phagocytosis by 20-40%. Another test, called "the carbon clearance"
test, measures the speed with which injected carbon particles are
removed from the bloodstream of a mouse. The quicker the mouse can
remove the injected foreign particles, the more its immune system has
been stimulated. In this test too, echinacea extracts excel,
confirming the fact that this remarkable plant increases the activity
of immune system cells so they can more quickly eliminate invading
organisms and foreign particles.

Echinacea causes an increase in the number of immune cells,
further enhancing the overall activity of the immune system.
Echinacea also stimulates the production of interferon as well as
other important products of the immune system, including "Tumor
Necrosis Factor", which is important to the body's response against

Echinacea also inhibits an enzyme (hyaluronidase), which is
secreted by bacteria, and helps them gain access to healthy cells.
Research in the early 1950's showed that echinacea could completely
counteract the effect of this enzyme, and this could help prevent
infection when used to treat wounds. While echinacea is usually used
internally for the treatment of viruses and bacteria, it is being
used more externally for the treatment of wounds. It also kills yeast
and slows or stops the growth of bacteria, and helps to stimulate the
growth of new tissue. It combats inflammation too, further supporting
its use in the treatment of wounds.

Research in 1957, showed that an extract of echinacea caused a 22%
reduction in inflammation among arthritis sufferers. That is only
about half as effective as steroids, but steroids have serious
side-effects. Steroids also strongly suppress the immune system,
which makes them a poor choice for treating any condition in which
infection is likely. Echinacea, on the other hand, is non-toxic, and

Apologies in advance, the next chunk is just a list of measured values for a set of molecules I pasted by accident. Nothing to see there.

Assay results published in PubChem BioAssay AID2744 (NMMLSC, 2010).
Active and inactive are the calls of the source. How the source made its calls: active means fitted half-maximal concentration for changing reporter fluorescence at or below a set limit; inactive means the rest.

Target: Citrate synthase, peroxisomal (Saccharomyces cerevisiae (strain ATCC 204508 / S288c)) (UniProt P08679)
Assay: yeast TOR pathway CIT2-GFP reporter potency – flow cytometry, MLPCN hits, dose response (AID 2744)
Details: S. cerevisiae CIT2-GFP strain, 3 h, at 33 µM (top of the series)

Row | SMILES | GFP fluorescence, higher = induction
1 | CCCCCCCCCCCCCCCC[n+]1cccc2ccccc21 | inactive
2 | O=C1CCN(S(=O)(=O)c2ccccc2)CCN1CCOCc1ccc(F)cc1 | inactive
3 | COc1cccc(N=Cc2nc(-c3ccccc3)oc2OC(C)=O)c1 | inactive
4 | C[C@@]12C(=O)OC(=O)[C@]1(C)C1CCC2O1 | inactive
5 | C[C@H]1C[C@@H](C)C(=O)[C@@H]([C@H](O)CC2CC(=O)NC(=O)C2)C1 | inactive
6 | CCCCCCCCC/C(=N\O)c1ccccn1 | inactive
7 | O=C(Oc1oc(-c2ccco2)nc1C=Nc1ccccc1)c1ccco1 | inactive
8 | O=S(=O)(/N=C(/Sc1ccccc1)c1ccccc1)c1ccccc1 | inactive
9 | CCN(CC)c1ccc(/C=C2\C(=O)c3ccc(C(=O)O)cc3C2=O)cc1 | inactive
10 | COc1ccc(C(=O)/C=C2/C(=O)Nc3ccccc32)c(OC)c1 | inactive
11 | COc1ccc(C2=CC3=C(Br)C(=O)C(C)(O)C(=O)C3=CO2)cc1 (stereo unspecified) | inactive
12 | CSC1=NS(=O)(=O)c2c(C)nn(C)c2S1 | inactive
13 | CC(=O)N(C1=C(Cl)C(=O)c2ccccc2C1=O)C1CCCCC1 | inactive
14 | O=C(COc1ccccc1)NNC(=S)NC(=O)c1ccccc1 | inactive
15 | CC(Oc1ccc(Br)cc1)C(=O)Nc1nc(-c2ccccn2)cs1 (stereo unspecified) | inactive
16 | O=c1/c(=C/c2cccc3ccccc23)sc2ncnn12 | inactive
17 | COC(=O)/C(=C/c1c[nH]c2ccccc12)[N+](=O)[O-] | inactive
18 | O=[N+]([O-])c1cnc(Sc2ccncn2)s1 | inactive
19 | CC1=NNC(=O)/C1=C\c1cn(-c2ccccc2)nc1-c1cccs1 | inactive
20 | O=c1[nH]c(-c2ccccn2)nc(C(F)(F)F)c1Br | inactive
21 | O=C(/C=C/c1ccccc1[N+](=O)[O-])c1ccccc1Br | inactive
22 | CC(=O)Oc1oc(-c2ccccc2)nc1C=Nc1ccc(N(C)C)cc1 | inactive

adds immune-stimulating properties to its anti-inflammatory effect.

Most people use echinacea for warding off colds and influenza.
Extracts, either alcoholic or non-alcoholic, are the most commonly
used form, and the usual amount taken is one dropperful at a time
(15-25 drops). This is taken at the first sign of a cold and repeated
two or three times a day. European clinics do not use continuous
doses of echinacea but rather alternate three days on and three days
off. This is because some testing shows that the immune system in
healthy subjects can only be stimulated briefly before returning to
its normal state. After several days without stimulation,
immunostimulants can again be effective.

Echinacea has an excellent safety record. After hundreds of years
of use, no toxicity or side-effects have been reported except rare
allergic reactions in sensitive individuals. The purple coneflower is
a truly American contribution to world health care through herbs.
This safe and effective immune stimulant was discovered and first
used by the Native Americans and is now a major medicinal plant used
throughout Europe and the U.S.
Breathing problems, asthma, hay fever, bronchitis, hemorrhage of bowel
& lungs, glandular swelling.
During the middle ages, Thyme was thought to increase courage, and
was given to knights as they went into battle. Today, in addition to
its culinary uses, Thyme is used as an expectorant and a
disinfectant, and is also known for its antifungal properties. It may
bring relief to migraine headaches and help clear the lungs and
respiratory system.
Astringent, Carminative, Emmenagogue,
Nervine, Expectorant, Stimulant, Stomachic, Tonic

Good for gargle for sore throat, poor digestion, tonsilitis, lung
problems, pneumonia, bronchitis, asthma,coughs, colds, nose and
throat infections mucous congestion in intestines, flatulence,
scrofula, dropsy, jaundice, inflammations, burns, bruises, skin
irritaions, catarrh
GINSENG, KOREAN (Panax) is the most widely used and studied ginseng in
the world. As an adaptogen herb, it is believed to help "balance" the
body. Ginseng's botanical name, Panax, is derived from the Greek
goddess, Panacea, the one who "heals all.". Ancient Chinese records
dated from 25 AD mention this plant as a superior herb for increasing
overall strength and endurance, and for promoting health and well-
being throughout the body. Korean Ginseng is said to be hotter than
either the American or Siberian Ginseng.

David Mowrey in his book, "Next Generation Herbal Medicine ", has
compiled a "Top Twenty" listing for Korean Ginseng based on the "mass
of clinical data and 3,000 years of ancient Chinese medicine":

1. Tumours 11. Stress
2. Diabetes 12. Asthma
3. Radiation sickness 13. Headaches
4. Neurosis 14. Anemia
5. Hypotension 15. Indigestion
6. Hypertension 16. Impotence
7. Joint swellings and pain 17. Depression
8. Cardiac arrythmiea 18. Nervous - Anxiety
9. Atherosclerosis 19. Mental disorders
10. Fatigue - exhaustion 20. Heart disease

Bob Tyndall